a coupler designed to affix an optical component; and
a cable mounting structure designed to retain an end of an optical fiber in an optical alignment with the optical component;
an adjuster threaded onto the cable mounting structure and coupled in a fixed axial relationship with the coupler, the adjuster designed to adjust an axial position of the cable mounting structure relative to the coupler by rotation of the adjuster;
the adjuster being urged by a spring directly, without an intervening thrust washer, on a non-rotating surface in a fixed rotational relationship to the coupler.
31. The connector of claim 30, further comprising:
a chassis in a stable axial relationship with the coupler, the chassis defining a channel within which the cable mounting structure is laterally and anti-rotationally stabilized, the chassis comprising two primary parts unitized by an interference fit.
32. The connector of claim 30:
further comprising a resilient member integrated into the connector, and designed to induce added friction in the mating threads and to stabilize the axial relative displacement between the cable mounting structure and the optical component.
33. The connector of claim 30, further comprising a spring arranged to bias the axial relative displacement between the cable mounting structure and the adjuster.
34. The connector of claim 30, the cable mounting structure being held in an axial sliding relationship with the coupler, with anti-rotational stability, by keyed mating of components of the connector.
35. The connector of claim 34, the keyed mating components comprising male and female members mating at a regular polygon cross section.
36. The connector of claim 30, further comprising a key to mate with a key way of the optical component to be affixed, the key and key way being cooperatively designed to provide anti-rotational stability to the cable mounting structure.
37. The connector of claim 30, wherein the coupler is a coupling nut conforming to the ST standard.
38. The connector of claim 30, wherein the coupler is a coupling nut conforming to the FC standard.
39. A connector, comprising:
a coupler designed to affix an optical component;
a cable mounting structure designed to retain an end of an optical fiber in an optical alignment with the optical component;
a chassis in a stable axial relationship with the coupler, the chassis defining a channel within which the cable mounting structure is laterally and anti-rotationally stabilized, the chassis comprising two primary parts unitized by an interference fit.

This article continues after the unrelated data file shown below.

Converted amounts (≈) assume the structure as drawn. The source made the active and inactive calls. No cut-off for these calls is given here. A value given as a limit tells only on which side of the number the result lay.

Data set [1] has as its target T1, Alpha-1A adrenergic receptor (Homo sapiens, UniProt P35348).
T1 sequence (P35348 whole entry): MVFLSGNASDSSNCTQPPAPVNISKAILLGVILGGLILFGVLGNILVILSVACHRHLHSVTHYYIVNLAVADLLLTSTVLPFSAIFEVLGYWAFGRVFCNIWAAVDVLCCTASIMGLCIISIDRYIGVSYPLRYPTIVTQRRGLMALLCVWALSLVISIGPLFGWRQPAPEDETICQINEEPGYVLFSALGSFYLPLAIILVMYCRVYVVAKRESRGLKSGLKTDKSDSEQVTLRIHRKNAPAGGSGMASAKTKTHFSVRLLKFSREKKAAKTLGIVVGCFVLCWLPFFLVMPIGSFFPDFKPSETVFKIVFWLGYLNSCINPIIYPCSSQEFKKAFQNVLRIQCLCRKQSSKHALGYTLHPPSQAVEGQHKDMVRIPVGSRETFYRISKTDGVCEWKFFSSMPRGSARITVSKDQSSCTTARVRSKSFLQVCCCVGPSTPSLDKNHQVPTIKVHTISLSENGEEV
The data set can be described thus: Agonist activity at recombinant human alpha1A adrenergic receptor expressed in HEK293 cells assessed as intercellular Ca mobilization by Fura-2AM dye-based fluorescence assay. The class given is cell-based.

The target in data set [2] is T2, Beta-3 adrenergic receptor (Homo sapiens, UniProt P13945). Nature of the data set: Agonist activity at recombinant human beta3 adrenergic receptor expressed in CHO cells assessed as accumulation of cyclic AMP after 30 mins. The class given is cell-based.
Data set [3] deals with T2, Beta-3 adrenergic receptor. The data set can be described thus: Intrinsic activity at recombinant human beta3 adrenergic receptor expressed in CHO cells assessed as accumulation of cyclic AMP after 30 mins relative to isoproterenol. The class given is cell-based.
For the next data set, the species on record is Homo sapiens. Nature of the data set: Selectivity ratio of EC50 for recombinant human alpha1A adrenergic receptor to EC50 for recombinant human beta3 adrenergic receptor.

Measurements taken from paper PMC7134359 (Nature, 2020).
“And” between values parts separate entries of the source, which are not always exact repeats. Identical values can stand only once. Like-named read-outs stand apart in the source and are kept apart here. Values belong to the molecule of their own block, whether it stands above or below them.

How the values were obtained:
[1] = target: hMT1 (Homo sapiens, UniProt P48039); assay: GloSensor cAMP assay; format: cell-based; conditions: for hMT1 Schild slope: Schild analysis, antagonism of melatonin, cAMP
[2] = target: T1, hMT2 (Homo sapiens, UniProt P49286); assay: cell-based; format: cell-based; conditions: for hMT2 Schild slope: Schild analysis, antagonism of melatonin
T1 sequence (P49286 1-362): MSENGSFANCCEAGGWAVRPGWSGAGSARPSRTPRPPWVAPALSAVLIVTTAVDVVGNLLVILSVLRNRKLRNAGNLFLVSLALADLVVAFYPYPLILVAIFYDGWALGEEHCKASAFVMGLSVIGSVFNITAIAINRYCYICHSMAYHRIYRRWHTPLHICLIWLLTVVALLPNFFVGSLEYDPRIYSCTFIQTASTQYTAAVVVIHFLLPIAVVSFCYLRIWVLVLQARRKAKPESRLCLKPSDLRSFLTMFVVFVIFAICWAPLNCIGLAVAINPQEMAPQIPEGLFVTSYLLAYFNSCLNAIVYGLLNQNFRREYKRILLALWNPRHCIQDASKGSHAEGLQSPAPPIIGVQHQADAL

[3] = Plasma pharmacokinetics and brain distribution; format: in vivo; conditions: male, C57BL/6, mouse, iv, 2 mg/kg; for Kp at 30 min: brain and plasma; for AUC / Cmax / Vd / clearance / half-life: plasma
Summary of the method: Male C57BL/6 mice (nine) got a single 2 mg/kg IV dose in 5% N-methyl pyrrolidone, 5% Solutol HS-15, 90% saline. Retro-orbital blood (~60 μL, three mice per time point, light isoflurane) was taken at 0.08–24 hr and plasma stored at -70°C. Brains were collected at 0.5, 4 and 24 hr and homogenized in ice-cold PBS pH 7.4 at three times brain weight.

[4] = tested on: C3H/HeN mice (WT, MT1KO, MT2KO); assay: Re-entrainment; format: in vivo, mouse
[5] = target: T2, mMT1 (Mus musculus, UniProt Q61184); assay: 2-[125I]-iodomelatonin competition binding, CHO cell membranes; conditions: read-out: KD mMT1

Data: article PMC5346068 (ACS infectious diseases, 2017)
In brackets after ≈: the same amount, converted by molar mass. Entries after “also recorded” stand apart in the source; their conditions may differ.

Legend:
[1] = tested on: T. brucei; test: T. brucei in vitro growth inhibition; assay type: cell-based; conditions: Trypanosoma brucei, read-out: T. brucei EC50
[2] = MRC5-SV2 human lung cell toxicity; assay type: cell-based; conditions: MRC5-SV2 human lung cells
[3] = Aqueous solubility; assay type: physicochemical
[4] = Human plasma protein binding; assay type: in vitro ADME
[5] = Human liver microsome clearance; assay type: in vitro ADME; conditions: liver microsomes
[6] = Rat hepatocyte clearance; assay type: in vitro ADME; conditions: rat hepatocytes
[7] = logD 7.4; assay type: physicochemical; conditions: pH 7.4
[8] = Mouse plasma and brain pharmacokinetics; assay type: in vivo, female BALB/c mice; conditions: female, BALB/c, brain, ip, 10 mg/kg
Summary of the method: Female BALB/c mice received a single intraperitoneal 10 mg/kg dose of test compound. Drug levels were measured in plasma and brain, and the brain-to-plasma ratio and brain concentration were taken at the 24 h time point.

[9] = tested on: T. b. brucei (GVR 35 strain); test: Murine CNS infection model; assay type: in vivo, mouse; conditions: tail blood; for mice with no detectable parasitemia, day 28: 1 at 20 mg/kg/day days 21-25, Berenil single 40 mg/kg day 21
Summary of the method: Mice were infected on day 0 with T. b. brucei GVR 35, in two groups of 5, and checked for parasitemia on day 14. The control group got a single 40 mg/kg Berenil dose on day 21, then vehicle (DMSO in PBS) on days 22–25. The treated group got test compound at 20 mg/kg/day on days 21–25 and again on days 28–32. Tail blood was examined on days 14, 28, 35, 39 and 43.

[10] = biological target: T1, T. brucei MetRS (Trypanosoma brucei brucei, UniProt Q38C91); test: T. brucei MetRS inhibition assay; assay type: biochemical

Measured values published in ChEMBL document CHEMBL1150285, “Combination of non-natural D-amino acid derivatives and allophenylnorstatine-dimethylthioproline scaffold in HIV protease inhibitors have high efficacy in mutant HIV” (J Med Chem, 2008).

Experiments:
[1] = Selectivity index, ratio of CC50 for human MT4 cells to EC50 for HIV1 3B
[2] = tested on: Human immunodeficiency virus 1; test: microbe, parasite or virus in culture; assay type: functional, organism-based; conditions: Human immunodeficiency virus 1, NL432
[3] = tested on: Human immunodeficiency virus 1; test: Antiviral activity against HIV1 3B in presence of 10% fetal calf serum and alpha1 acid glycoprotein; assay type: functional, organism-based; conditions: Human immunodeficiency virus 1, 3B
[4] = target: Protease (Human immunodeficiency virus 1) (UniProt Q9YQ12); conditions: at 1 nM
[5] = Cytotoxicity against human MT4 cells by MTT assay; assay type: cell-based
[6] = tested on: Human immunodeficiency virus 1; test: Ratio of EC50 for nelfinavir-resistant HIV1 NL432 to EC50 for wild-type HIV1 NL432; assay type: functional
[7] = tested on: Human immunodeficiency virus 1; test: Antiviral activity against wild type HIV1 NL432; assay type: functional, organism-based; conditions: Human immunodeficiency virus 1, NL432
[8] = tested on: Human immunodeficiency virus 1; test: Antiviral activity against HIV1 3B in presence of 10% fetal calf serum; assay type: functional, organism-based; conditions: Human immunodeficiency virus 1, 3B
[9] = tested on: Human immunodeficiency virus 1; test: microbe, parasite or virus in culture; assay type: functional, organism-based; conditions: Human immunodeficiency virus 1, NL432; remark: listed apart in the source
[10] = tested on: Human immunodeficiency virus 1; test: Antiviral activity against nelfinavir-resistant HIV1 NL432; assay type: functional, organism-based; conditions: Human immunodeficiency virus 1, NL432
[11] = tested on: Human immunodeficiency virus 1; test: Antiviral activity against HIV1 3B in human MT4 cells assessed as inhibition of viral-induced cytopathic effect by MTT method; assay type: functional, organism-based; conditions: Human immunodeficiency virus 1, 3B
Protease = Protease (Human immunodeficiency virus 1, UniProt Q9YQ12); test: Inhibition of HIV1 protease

40. The connector of claim 39, the cable mounting structure being held in an axial sliding relationship with the coupler, with anti-rotational stability, by keyed mating of components of the connector.
41. The connector of claim 40, the keyed mating components comprising male and female members mating at a regular polygon cross section.
42. The connector of claim 39, wherein:
the cable mounting structure bears threads mating to threads of an adjuster, an axial relative displacement between the cable mounting structure and the optical component being adjustable by relative rotation of the cable mounting structure and adjuster;
and further comprising a threaded locknut designed to jam relative rotation of the cable mounting structure and adjuster to secure a position of the relative rotation of relative rotation of the cable mounting structure and adjuster.
43. The connector of claim 42, wherein the locknut is threaded onto the chassis.
44. The connector of claim 43, wherein the adjuster, chassis, and locknut are cooperatively designed to jam the relative rotation of the cable mounting structure and adjuster by tightening the locknut against the adjuster.
45. The connector of claim 42, the locknut being threaded onto the cable mounting structure for jamming against the adjuster.
46. The connector of claim 39, further comprising:
an adjuster threaded onto the cable mounting structure and coupled in a fixed axle relationship with the coupler, the adjuster designed to adjust an axle position of the cable mounting structure relative to the coupler by rotation of the adjuster.
47. The connector of claim 39, further comprising:
an adjuster threaded onto the cable mounting structure and coupled in a fixed axial relationship with the coupler, the adjuster designed to adjust an axial position of the cable mounting structure relative to the coupler by rotation of the adjuster;
further comprising a resilient member integrated into the connector, and designed to induce added friction in the mating threads and to stabilize the axial relative displacement between the cable mounting structure and the optical component.
48. The connector of claim 39, further comprising a spring arranged to bias the axial relative displacement between the cable mounting structure and the adjuster.
49. The connector of claim 48, wherein the spring is held captive within the two unitized parts of the chassis.
50. The connector of claim 39, further comprising a spring arranged to oppose the optical component to be affixed and to urge the connector into a stable spatial relationship with the optical component.
51. The connector of claim 39, further comprising a key to mate with a key way of the optical component to be affixed, the key and key way being cooperatively designed to provide anti-rotational stability to the cable mounting structure.
52. The connector of claim 39, wherein the coupler is a coupling nut conforming to the ST standard.
Description
BACKGROUND

The invention relates to connectors for signal conductors such as optical communication fibers.